GOES-16 “Clean” Infrared Window (10.35 µm) images, with SPC Storm Reports plotted in cyan [click to play animation | MP4]

GOES-16 “Clean” Infrared Window (10.35 µm) images, with SPC Storm Reports plotted in cyan [click to play animation | MP4]

Additional details regarding Claudette’s abundant tropical moisture and resulting heavy rainfall can be found on this blog post.

Potential Tropical Cyclone 3 develops in the Gulf of Mexico

June 17th, 2021 |

GOES-16 “Red” Visible (0.64 µm) and

GOES-16 “Red” Visible (0.64 µm) and “Clean” Infrared Window (10.35 µm) images [click to play animation | MP4]

1-minute Mesoscale Domain Sector GOES-16 (GOES-East) “Red” Visible (0.64 µm) and “Clean” Infrared Window (10.35 µm) images (above) showed the formation of Potential Tropical Cyclone 3 in the Gulf of Mexico on 17 Jun 2021. A low-level circulation could be seen near the storm center on Visible imagery, but deep convection was only occurring at some distance from the center.

Even though the tropical disturbance was forming over warm waters (SST | OHC), a plot of modest to high amounts of deep-layer wind shear from the CIMSS Tropical Cyclones site (below) indicated that the rate of intensification might be relatively slow.

 GOES-16 Infrared Window images, with contours of deep-layer wind shear [click to enlarge]

GOES-16 Infrared Window images, with contours of deep-layer wind shear [click to enlarge]

Rapid Convective Initiation and NUCAPS Profiles in the upper Midwest

June 17th, 2021 |

NUCAPS Sounding Availability, 1745 and 1927 UTC on 17 June 2021. Note the overlapping coverage in eastern Iowa (Click to enlarge)

A favorable orbit geometry on NOAA-20 on 17 June 2021 meant that portions of the upper Midwest received NUCAPS soundings 90 minutes apart. This is an ideal way to monitor destabilization on a day when SPC has predicted an enhanced risk of severe weather, as shown below and at this link.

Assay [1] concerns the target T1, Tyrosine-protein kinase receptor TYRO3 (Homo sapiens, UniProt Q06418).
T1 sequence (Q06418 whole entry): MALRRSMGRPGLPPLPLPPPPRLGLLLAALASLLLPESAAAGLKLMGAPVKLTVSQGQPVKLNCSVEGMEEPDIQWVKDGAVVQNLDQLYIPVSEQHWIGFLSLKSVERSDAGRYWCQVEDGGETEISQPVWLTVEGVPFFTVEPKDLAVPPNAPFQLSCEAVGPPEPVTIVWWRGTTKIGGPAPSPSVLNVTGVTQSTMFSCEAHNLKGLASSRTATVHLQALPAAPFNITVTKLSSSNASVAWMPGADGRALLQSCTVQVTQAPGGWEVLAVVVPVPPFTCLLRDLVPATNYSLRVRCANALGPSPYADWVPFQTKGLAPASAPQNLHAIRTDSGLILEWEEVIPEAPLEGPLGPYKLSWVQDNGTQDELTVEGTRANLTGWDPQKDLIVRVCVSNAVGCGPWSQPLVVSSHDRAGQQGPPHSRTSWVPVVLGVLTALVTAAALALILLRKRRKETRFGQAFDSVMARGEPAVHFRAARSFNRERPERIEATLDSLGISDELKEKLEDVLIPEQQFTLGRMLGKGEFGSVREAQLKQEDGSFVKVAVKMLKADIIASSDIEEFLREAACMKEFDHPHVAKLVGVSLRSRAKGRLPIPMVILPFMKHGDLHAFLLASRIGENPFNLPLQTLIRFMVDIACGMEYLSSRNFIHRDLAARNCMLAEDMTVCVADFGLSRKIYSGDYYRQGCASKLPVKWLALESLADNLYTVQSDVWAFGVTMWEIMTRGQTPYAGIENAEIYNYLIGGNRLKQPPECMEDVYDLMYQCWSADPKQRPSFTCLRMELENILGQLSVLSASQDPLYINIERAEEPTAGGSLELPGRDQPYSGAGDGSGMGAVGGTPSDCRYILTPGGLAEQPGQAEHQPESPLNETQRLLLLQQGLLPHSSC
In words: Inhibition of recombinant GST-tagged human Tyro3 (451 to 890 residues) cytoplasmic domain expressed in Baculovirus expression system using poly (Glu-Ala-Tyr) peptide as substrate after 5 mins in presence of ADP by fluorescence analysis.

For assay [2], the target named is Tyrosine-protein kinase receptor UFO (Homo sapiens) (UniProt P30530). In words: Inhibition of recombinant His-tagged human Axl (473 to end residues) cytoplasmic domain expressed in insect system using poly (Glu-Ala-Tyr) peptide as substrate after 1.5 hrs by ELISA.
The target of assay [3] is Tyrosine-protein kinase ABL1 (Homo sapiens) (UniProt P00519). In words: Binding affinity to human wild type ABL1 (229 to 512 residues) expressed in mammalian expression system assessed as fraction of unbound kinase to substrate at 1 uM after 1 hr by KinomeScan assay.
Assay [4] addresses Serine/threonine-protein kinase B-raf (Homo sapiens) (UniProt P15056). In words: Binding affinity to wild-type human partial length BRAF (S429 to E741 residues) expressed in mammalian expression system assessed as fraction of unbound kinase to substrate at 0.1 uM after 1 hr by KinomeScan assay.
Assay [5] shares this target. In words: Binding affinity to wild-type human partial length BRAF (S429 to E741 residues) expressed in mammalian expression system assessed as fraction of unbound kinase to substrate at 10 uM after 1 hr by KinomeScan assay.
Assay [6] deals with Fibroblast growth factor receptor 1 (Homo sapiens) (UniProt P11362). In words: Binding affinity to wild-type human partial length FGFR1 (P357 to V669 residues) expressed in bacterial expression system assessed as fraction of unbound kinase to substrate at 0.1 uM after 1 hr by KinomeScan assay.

SPC Convective outlook, 2000 UTC on 17 June 2021 (Click to enlarge)

Compare the sounding at 42º N, 92º W from ~1800 UTC to the one from ~1930 UTC, below.  Destabilization is apparent;  the later profile has a lower LCL and lower LFC, and moisture has increased.

NUCAPS Profiles near 42º N, 92º W at 1800 and 1930 UTC, 17 June 2021 (Click to enlarge)

This surface plot from 2000 UTC suggests that the NUCAPS profile at ~1930 UTC has a boundary layer that is too cool and too dry.  When the sounding values are edited — the lowest 3 layers were warmed and moistened — to better match the plotted observations, the sounding CAPE increased, and the LCL/LFC dropped even farther.

Original and modified NUCAPS profile at 42.14ºº N, 91.54 W, ~1930 UTC on 17 June 2021 (Click to enlarge)

The convection developed rapidly.  The every-90-minutes toggle below (GOES-16 Visible Imagery at 2000, 2130, 2300 UTC) shows that, and the Day Cloud Phase Distinction RGB at the bottom (from 1901-2356 UTC) does too.

GOES-16 Band 2 Visible (0.64 µm) Imagery, 2001, 2136, 2301 UTC on 17 June 2021 (Click to enlarge)

GOES-16 Day Cloud Phase Distinction RGB, 1901 – 2306 UTC on 17 June 2021 (Click to animate)


A low-level water vapor (GOES-16 Band 10, 7.3 µm) infrared imagery animation, below, from CSPP Geosphere (here is a link that will show the animation in CSPP GeoSphere until about the end of June), shows evidence of a northwestward-propagating gravity wave that might have initiated convection.  This feature first interacts with convection over far southeastern Iowa, and then with a southwest-to-northeast line of convection that developed.